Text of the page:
Abdominal Aortic Aneurysm: Causes, Symptoms, Treatment and Prevention
An abdominal aortic aneurysm is the enlargement of the lower section of the vessel caused due to weakening of its walls due to buildup of atherosclerotic plaques. Aorta, the largest artery of the body, originates from the heart and travels through the abdomen to the lower extremities after dividing into its branches. Usually the aorta is 2 cm wide, but if an individual develops an abdominal aneurysm, then the diameter may increase up to 3 cm or more.
In most cases, an aneurysm in the abdominal aorta grows slowly over time, without presenting any symptoms. However, if the aneurysm ruptures, the individual might experience the following symptoms:
- Abdominal and back pain
- Sweaty skin
- Increased heart rate
- Loss of consciousness
- A pulsing sensation near the navel
Although the exact reason for an abdominal aortic aneurysm is unknown, but below mentioned conditions can lead to AAA.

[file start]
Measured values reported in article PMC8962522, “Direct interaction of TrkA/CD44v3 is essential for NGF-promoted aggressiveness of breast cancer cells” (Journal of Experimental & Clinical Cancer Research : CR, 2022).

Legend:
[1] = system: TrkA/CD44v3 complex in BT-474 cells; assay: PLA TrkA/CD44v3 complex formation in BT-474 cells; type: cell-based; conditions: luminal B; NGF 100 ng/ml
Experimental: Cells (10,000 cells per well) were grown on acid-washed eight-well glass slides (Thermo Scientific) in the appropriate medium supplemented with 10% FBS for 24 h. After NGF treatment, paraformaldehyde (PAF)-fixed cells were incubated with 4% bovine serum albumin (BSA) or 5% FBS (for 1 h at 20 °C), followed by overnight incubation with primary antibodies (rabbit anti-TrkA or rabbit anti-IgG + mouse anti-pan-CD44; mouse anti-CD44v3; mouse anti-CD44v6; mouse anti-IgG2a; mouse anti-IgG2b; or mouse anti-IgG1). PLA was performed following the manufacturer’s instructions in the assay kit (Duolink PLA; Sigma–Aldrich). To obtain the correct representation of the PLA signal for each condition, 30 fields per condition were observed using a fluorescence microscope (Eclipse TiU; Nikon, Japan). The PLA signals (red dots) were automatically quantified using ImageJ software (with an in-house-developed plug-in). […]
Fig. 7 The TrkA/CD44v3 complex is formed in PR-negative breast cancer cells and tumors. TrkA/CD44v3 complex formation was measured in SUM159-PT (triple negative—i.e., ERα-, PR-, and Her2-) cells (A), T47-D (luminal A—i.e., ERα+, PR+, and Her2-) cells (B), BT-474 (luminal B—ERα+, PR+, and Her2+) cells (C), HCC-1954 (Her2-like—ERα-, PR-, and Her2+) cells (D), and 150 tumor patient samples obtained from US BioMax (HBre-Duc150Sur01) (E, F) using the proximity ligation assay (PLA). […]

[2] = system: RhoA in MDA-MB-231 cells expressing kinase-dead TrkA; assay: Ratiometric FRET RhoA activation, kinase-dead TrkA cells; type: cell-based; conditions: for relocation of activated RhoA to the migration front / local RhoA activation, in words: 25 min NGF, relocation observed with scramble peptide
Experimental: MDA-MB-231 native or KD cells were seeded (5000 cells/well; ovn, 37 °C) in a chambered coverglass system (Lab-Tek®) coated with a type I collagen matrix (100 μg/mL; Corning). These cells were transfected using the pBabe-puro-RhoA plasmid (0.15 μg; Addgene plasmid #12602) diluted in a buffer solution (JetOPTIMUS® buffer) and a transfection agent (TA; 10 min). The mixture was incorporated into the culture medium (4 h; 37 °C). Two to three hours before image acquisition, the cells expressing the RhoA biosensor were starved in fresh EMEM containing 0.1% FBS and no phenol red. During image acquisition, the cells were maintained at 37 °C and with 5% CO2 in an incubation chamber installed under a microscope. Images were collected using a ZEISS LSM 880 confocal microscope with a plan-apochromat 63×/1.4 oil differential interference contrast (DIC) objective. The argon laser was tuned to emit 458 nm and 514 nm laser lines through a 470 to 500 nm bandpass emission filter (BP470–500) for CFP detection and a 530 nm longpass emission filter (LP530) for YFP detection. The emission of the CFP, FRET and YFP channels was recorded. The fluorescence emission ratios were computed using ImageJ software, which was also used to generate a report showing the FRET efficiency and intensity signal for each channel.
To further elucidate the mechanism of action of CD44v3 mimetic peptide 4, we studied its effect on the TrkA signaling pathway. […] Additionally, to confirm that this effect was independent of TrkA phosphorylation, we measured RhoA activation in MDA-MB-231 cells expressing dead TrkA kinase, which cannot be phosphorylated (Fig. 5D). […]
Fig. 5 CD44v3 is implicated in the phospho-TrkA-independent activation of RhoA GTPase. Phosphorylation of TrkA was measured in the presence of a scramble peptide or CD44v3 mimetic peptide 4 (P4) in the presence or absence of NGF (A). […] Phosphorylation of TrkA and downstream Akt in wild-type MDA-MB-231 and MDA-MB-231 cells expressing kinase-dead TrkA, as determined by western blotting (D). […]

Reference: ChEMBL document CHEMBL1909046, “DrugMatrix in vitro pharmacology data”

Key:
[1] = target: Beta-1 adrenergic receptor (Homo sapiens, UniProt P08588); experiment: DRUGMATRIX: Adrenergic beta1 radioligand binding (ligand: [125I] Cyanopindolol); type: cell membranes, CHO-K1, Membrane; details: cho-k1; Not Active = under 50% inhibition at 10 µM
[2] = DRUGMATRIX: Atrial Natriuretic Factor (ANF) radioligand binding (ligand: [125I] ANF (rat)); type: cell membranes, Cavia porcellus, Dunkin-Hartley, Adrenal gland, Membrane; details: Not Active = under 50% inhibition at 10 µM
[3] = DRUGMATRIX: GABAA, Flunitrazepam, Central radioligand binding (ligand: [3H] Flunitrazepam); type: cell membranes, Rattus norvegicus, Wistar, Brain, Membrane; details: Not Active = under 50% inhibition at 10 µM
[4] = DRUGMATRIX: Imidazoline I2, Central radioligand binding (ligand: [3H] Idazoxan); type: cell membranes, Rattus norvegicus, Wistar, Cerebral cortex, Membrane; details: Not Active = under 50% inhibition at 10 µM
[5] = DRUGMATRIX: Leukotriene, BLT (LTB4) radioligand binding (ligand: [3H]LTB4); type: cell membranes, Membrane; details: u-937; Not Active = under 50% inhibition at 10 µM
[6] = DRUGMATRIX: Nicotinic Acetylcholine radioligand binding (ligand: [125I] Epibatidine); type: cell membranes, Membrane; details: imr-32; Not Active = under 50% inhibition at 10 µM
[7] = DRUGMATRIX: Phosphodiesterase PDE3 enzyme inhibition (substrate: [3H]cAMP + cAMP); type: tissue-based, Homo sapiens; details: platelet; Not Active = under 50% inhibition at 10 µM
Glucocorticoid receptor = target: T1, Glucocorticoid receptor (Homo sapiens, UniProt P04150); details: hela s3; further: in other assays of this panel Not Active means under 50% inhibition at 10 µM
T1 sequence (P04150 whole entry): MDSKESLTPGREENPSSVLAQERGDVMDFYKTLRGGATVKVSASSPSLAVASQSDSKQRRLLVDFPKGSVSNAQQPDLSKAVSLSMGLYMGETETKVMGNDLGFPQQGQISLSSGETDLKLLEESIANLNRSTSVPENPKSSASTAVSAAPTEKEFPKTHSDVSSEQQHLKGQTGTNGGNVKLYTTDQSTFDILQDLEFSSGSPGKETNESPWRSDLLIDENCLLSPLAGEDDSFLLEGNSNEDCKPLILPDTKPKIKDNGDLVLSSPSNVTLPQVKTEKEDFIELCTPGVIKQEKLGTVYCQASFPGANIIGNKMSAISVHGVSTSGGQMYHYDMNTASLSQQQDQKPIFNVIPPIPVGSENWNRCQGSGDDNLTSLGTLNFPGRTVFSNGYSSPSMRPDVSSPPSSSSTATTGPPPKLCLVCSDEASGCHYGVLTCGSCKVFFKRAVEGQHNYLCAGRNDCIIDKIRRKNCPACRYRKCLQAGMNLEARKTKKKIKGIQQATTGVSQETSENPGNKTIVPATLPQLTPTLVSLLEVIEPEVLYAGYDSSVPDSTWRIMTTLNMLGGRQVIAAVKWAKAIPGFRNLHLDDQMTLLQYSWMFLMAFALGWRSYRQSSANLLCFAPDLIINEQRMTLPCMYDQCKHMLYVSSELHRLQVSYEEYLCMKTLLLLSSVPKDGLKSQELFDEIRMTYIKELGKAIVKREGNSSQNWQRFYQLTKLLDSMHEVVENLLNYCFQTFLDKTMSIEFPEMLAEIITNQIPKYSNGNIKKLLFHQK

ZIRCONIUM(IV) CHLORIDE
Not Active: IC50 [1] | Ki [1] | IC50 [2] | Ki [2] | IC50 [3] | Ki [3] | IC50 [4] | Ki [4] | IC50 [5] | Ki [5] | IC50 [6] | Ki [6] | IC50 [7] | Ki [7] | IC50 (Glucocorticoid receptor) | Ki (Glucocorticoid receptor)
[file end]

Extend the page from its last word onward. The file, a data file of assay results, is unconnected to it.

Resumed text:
- Atherosclerosis: It is accumulation of cholesterol, fat and other substances on the wall of a blood vessel.
- High blood pressure: Can damage and weaken the aorta’s walls.
- Blood vessel diseases: These diseases can cause blood vessels to become inflamed.
- Infection in the aorta: Rarely, a bacterial or fungal infection might cause an abdominal aortic aneurysm.
- Trauma: For example, being involved in a car accident can cause an abdominal aortic aneurysm.
The following are the factors that increases the risk of developing an abdominal aortic aneurysm:
- Age 65 years or more
- Caucasian race
- Presence of aneurysm in another blood vessel
- Smoking or other forms of tobacco consumption
- Men are more prone to AAA.
Rupture of the aneurysm is a major complication. A ruptured aneurysm may cause internal bleeding and can be life-threatening condition. The risk of rupture increases with the size and the speed of growth of the aneurysm.
Blood clots are another complication. Small blood clots develop near the region of an aortic aneurysm, which may move elsewhere in the body and block a blood vessel. This blockage of the blood flow may lead to pain in the legs, toes, kidney, or abdominal organs.
Diagnosis and Treatment